Pastor Foye Belyea is called to Voorheesville rsquo s Mountainview Church

NEW SCOTLAND — Divine direction has brought a new pastor to The Mountainview Church.

“I think God is calling me to help another church,” Foye Belyea told the group of men whom, he said, shepherded his former church, in Speculator, N.Y.

Since Belyea decided to pursue a master’s degree at Gordon-Conwell Theological Seminary in 1999, he has listened closely for God’s word and followed His direction.

Raised in a Baptist church in southeast Connecticut, Belyea joined the Marines after high school “because they’re the best,” he said, smiling when he added, “That’s what you think when you’re 17.”  He later attended Messiah College in Grantham, Pa.

There, he met his wife, Maria, while they each studied history.  At the time, Belyea was interested in theater, history, and education, which determined his first job.

He went back to Connecticut where he taught junior-high social studies and found that what he liked best was the challenge of helping his students navigate the tumult of their early teen years.

Then, he said, “I felt the calling.”

“Seminary was not on my radar screen,” he said, but his pastor mentored him and steered him in that direction.  In his second semester of theological school, he began preaching to his first congregation, Belyea said.

He spent two years in that church, Belyea said, “then, I planted a church.”  That congregation started out as himself and a core group of people and grew to 100 people in three years, he said.  After about four years with that church, he said, “I felt God speak to my heart again.”

Belyea moved his family to Leesburg, Fla., near where his parents were living and shortly after they arrived, his father was diagnosed with Stage 3 lung cancer and his mother needed help taking care of him.  “So, God and his providence… moved us to do exactly that,” Belyea said.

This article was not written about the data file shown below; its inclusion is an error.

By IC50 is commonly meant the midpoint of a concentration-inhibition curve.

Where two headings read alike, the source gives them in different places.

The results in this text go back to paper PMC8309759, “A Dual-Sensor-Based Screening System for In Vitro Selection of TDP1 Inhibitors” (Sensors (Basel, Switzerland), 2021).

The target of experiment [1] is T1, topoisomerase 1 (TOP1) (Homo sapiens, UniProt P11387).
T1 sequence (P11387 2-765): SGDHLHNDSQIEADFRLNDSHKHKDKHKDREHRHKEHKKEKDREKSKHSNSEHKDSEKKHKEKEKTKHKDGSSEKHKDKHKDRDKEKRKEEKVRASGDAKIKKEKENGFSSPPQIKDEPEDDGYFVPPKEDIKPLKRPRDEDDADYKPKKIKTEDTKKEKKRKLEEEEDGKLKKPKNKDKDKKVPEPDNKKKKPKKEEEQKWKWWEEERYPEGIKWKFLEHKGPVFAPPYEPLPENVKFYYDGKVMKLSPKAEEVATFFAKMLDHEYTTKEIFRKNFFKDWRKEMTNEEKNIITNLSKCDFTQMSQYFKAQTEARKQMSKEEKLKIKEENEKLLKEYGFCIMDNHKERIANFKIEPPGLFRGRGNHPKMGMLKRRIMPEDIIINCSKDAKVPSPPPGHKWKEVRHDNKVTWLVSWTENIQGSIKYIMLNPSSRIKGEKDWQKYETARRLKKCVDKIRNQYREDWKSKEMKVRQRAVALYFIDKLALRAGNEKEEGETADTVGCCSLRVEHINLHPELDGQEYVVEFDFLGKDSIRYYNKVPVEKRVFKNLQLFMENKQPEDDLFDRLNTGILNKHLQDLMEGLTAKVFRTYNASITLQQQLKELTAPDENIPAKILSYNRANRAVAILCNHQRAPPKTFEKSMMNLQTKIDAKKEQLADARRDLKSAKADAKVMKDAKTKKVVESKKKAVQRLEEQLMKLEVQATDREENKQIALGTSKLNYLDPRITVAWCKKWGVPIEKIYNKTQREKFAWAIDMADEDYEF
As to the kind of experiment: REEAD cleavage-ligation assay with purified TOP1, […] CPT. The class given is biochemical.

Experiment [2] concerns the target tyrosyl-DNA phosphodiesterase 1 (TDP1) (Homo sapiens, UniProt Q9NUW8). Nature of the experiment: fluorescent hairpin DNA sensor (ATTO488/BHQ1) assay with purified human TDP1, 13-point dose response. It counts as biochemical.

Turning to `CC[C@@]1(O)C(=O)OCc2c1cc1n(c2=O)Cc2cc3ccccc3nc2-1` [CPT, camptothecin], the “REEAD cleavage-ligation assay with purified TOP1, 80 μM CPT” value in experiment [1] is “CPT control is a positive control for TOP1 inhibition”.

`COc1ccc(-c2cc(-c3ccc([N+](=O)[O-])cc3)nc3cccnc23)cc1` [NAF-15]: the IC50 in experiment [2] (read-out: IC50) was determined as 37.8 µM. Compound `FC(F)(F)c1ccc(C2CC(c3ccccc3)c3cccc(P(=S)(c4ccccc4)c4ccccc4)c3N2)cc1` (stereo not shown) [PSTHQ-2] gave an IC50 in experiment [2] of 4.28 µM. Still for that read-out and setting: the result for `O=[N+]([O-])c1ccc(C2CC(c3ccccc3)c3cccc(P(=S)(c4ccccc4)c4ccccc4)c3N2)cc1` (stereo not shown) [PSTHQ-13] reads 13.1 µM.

His wife worked as a nurse and he as a contractor while he helped a friend “replant” a church.  “I felt like God’s spirit was stirring in my heart,” he said, explaining that he wanted to go back to full-time ministry.

On Christmas of 2006, he checked the list that Gordon-Conwell maintains with postings from churches in need of leadership, and at the top of the list was a church in upstate New York.  By April 1, Belyea was in the pulpit in Speculator and by May 1 the congregation had asked him to be their pastor, he said.  “It was clearly His will that we be there,” Belyea said.

When he arrived, the church had 60 congregants and when he left, it had 200, he said.

Voorheesville’s Mountainview Church has about 50 congregants, Belyea said.  The Evangelical church began as a Bible-study group in 1978, according to the church’s brochure, and moved into its current location on Route 155 in 1989.

On Sept. 1 of this year, Belyea moved to Voorheesville where his daughter, Emilie, is now enrolled in school, and his wife and their son, Zayden, are settling in to their home.

“That’s a great story of blessing,” he said of how the family came to adopt Zayden a year ago.

Now 3 ½ years old, Zayden, who is deaf, was in the foster-care system.  The wife of Belyea’s youth pastor works as an audiologist and told him about the boy.  They fostered him from July to December, then had a formal adoption, where they gave him the middle name of Matthew, which “means gift from God, which he is,” said Belyea.

He liked being a foster parent and is thinking about doing it again, he said, explaining that he sees a parallel to the beginning of Christianity since Jesus took in those at society’s periphery.  Belyea called that a “radical demonstration of love.”

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